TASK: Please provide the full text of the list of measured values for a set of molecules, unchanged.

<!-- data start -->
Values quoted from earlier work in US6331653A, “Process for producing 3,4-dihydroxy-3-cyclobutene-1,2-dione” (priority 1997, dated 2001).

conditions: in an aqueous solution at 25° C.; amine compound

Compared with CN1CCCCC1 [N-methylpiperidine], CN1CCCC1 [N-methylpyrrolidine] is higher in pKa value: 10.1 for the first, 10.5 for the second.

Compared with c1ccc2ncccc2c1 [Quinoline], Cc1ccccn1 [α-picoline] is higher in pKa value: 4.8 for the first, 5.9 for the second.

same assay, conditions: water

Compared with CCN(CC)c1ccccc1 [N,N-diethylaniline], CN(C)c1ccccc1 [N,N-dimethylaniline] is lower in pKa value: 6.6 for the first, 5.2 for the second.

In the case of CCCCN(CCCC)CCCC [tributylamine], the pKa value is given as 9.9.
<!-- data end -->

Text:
Values quoted from earlier work in US6331653A, “Process for producing 3,4-dihydroxy-3-cyclobutene-1,2-dione” (priority 1997, dated 2001).

conditions: in an aqueous solution at 25° C.; amine compound

Compared with CN1CCCCC1 [N-methylpiperidine], CN1CCCC1 [N-methylpyrrolidine] is higher in pKa value: 10.1 for the first, 10.5 for the second.

Compared with c1ccc2ncccc2c1 [Quinoline], Cc1ccccn1 [α-picoline] is higher in pKa value: 4.8 for the first, 5.9 for the second.

same assay, conditions: water

Compared with CCN(CC)c1ccccc1 [N,N-diethylaniline], CN(C)c1ccccc1 [N,N-dimethylaniline] is lower in pKa value: 6.6 for the first, 5.2 for the second.

In the case of CCCCN(CCCC)CCCC [tributylamine], the pKa value is given as 9.9.